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Wednesday, 29 May, 2002, 10:34 GMT 11:34 UK
The 'trainer' jet the UK loves to hawk

The Hawk jet is a British export success story - 66 could soon be going to India in a deal worth 1bn. But this lucrative sale is the latest in a controversial series which has marred the aircraft's image.
In the UK, the BAE Systems Hawk jet is a welcome sight in the skies. As the chosen aircraft of the RAF's Red Arrows aerobatics team, the screech of a Hawk's engine holds the promise of a breath-taking show of precision flying.

Red Arrows display team
The Hawk's playful side
However, for the residents of such places as East Timor, the arrival of a Hawk overhead would bring memories of a more menacing kind.

The UK-made military "trainers" were flown by the occupying Indonesians during their operations to suppress the East Timorese independence movement. Some locals said they carried out bombing runs.

Despite Indonesia's poor human rights record, more than 40 Hawks were supplied to the country during the 1980s and 90s - with 16 more on order when the world's attention became concentrated on the plight of East Timor in 1999.

Hammering the Hawk

Such sales attracted criticism and even activism. In 1996, one Indonesia-bound Hawk was wrecked by three hammer-wielding women who infiltrated a BAE Systems plant. The raiders were acquitted for causing 1.5m of damage when a jury deemed they had used "reasonable force to prevent a crime".

Indonesian troops in East Timor
Indonesia is accused of using Hawks in East Timor
In 1997 the new Labour government - despite wanting to add an "ethical dimension" to foreign policy decisions - continued to honour Hawk contracts signed by the previous administration.

When ministers did finally call a halt to deliveries in 1999 - amid an upsurge of violence in East Timor - three of the jets were already en-route to the Far East and, embarrassingly, could not be legally recalled.

Less than a year later, the UK stopped supplying spare parts for Zimbabwe's fleet of Hawks. The aircraft had been sold to Robert Mugabe's regime in the mid-1980s - just after his forces had killed as many as 20,000 opponents in Matabeleland.

Flown in anger

While the political violence which led up to recent presidential election did not rely on jet aircraft, Mugabe's Hawks have seen action during Zimbabwe's involvement in the calamitous war in the Democratic Republic of Congo.

Andrea Needham, Lotta Kronlid and  Joanna Wilson took hammers to a Hawk
Protesters declared war on the Hawk
The sight of these fighters taxiing on the tarmac at Kinshasa airport laden with arms brought into focus the claims made for the Hawk that it is a "training" aircraft.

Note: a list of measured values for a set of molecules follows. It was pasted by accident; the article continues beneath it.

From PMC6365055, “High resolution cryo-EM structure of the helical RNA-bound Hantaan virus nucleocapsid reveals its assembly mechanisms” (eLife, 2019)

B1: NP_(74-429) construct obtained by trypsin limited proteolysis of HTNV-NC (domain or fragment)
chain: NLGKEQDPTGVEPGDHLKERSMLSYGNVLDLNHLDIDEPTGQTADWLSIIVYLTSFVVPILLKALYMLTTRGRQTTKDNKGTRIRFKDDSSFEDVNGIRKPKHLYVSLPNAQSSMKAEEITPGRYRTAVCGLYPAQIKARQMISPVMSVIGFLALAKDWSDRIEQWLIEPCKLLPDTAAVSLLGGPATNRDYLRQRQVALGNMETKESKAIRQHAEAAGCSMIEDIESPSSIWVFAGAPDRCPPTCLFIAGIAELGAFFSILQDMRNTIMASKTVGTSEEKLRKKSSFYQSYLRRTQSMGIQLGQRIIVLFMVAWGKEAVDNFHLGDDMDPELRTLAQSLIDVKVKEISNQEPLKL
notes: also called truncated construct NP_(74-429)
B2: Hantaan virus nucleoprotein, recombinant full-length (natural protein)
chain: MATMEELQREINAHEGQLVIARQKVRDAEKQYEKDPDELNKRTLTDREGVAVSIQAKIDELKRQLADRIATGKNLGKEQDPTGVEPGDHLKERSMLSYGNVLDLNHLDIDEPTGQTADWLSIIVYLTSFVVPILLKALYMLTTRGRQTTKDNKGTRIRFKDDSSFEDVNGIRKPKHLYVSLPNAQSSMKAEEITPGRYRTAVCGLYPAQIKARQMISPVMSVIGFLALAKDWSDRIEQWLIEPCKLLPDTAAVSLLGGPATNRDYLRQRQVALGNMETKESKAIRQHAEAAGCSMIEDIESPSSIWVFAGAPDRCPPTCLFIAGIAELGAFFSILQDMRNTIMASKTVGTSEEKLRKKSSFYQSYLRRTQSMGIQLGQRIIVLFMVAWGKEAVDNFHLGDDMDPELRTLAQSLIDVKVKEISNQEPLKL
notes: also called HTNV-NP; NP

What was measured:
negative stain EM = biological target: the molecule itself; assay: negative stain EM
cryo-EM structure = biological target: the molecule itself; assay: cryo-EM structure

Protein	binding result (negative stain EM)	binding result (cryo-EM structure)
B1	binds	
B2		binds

Though the aircraft is indeed used by many air forces to give novice pilots a taste of what it is like to fly a more sophisticated fighter at near-supersonic speeds, the Hawk is not without military bite of its own.

Just add talons

A military training aircraft by necessity has to have combat capabilities, says Nick Cook, aerospace consultant at Jane's Defence Weekly.

"Right from the outset the Hawk is rigged to become a ground-attack aircraft. There really isn't much adaptation required," he told BBC News Online.


A BAE Systems Hawk
BAE Systems Hawk
  • First customer: The RAF ordered 176 Hawks in 1972, with the first being handed over in 1976
  • Speed: Mach 0.8 (approaching the speed of sound) in level flight
  • Weaponry: Can carry air-to-air and air-to-ground missiles, bombs and cannon
  • Bought by: Zimbabwe, Australia, Indonesia, Saudi Arabia, Kuwait, South Africa, Switzerland, South Korea, Canada, Oman, Brunei, Malaysia, Kenya, Finland

  • The sale of 66 Hawks to India - a nation embroiled in a tense military stand-off with Pakistan over Kashmir - has re-ignited criticisms of the UK's arms export policy. However, there is little danger these Hawks would be used in anger.

    "India would be mad to pitch them against Pakistan in a battle environment. They would be quickly brought down by Pakistan's air defences," says Mr Cook.

    However, the relatively primitive Hawk is ideally suited to attacking lightly armed (or more worryingly, unarmed) opponents in low-intensity disputes, "at a fraction of the cost of major front line aircraft types" according to its makers.

    The Indian deal is a lifeline for BAE Systems' Hawk, according to Mr Cook. Though other orders are "trickling in", the future of the aging model is not exactly rosy.

    Flying into history?

    The design has been updated several times, beefing up its attack capabilities, but the latest Hawks are still caught somewhere between the technology of the 1970s and that of today. The aircraft could go out of production in just a few years.

    There are already foreign competitors keen to take BAE Systems' business if its deal with India runs aground. The Russians have shown a great interest in the "trainer" market.

    Indian troops in Kashmir
    India wants 66 Hawks
    The Hawk has been used by many decent and respectable states exercising their right to bolster their military defences. However, perhaps because it appeals to smaller, poorer nations, the jet seems to have been dogged with controversy.

    South Africa recently shrugged off economic worries to proceed with the purchase of 12 Hawks - to add the the dozen bought a few years before. Ministers said the new planes were badly needed to halt the nation's military decline.

    Opposition politicians countered this argument saying the money would better be spent doubling the police force, providing a basic income for 4.5m destitute citizens, saving 53,000 babies born to HIV-positive mothers and doubling Aids spending in the provinces - with cash left over.

    See also:

    28 May 02 | UK Politics
    16 Feb 02 | Wales
    12 Sep 99 | UK Politics
    13 May 00 | UK Politics
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